The Telegram (St. John's)
Burin native killed after explosion rocked Iqaluit
John Manning is being remembered for his big heart and love of life
John Benedict Manning, 57, a businessman originally from Burin, was one of two men killed after there was an explosion on a boat parked between two houses on a street in downtown Iqaluit July 6.
A third man was injured and recently released from hospital. Manning died July 9 after three days in an Ottawa hospital. The cause of the explosion is unknown.
Manning was a true family man, with relatives in both Iqaluit and Newfoundland. He built the family home from scratch and is sorely missed by his wife and daughter, his father, brother and sister in Newfoundland, as well as his nieces, nephews and cousins in both provinces where he had roots.
“He was true Newfoundlander, kind to a fault, with a big heart; and a wonderful husband and father,” says Geneva Chislett, Manning’s widow, who was reached by phone at home in Iqaluit. “He loved his family, that’s one thing for sure.” While his family was at his bedside in Ottawa, their Iqaluit home was broken into and carvings that had been collected by Manning and his wife were stolen. The RCMP charged 53-year old Christine Ammaq earlier this week with breaking and entering. The art has not been recovered.
“We can replace the items that were stolen, but we can’t replace John,” said Chislett.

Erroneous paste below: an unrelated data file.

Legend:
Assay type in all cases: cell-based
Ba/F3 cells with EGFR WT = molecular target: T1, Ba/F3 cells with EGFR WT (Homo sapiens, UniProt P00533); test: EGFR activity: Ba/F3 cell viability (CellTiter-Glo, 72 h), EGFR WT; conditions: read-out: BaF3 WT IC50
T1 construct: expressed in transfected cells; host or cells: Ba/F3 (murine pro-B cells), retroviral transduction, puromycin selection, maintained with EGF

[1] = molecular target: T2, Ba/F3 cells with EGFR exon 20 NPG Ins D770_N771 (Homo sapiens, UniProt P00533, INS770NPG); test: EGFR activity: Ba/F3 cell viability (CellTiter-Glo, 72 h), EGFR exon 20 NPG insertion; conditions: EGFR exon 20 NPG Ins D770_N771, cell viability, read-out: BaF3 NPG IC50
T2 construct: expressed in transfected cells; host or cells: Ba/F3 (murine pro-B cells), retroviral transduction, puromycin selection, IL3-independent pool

It was in Iqaluit that Manning and Chislett met. She moved there from northeastern Quebec a year before he arrived, after graduating from university. They have a daughter, Katie Chislett Manning, after whom Manning named his company, KCM Maintenance and Construction.
Chislett said of Katie, “She’s a real daddy’s girl” who was supported by her father in anything and everything she wanted to do and achieve.
Manning cared deeply about both Iqaluit and Newfoundland and supported a lot of causes in the community. It’s for this reason that the family has asked for donations in his memory to the food bank in Iqaluit.
“He always wanted to give back,” says Chislett. “John was a businessman, but also a kind man and he was happy to lend a hand to anyone who needed it.”
Manning had a great love of the outdoors and enjoyed spending time at his cabins in Burton Bay, Nunavut and Carbonear, where he would go Ski-dooing, boating, hunting and fishing.
Despite having spent over two decades in Iqaluit, Manning was a Newfoundlander through and through. He loved traditional Newfoundland music, and one of his favourite songs was “Molly Bawn,” a Celtic tune he would always request at the local pub if anyone from Newfoundland was playing.
“He loved to hear his brother Henry sing ‘Big Strong Man,’” Chislett added.
She was never the cook in the house, she says. “John loved to cook up big old meals — Newfoundland meals.” He would order lobsters to cook for his family and friends, filling their bellies with a good scoff.
Since his passing, Chislett and her daughter have received support and compassion from friends and strangers in Iqaluit and Newfoundland, a true testament to how much Manning was loved.
Chislett says she has had some contact with the family of the other man who lost his life as a result of the explosion, and they have shared love and sadness, connected by the tragedy.
A memorial service for Manning was held in Iqaluit Friday and a memorial will be held in Newfoundland at a later date.
Donations to the Niqinik Nuatsivik Food Bank (PO Box 2085, Iqaluit, NU X0A 0H0) are greatly appreciated.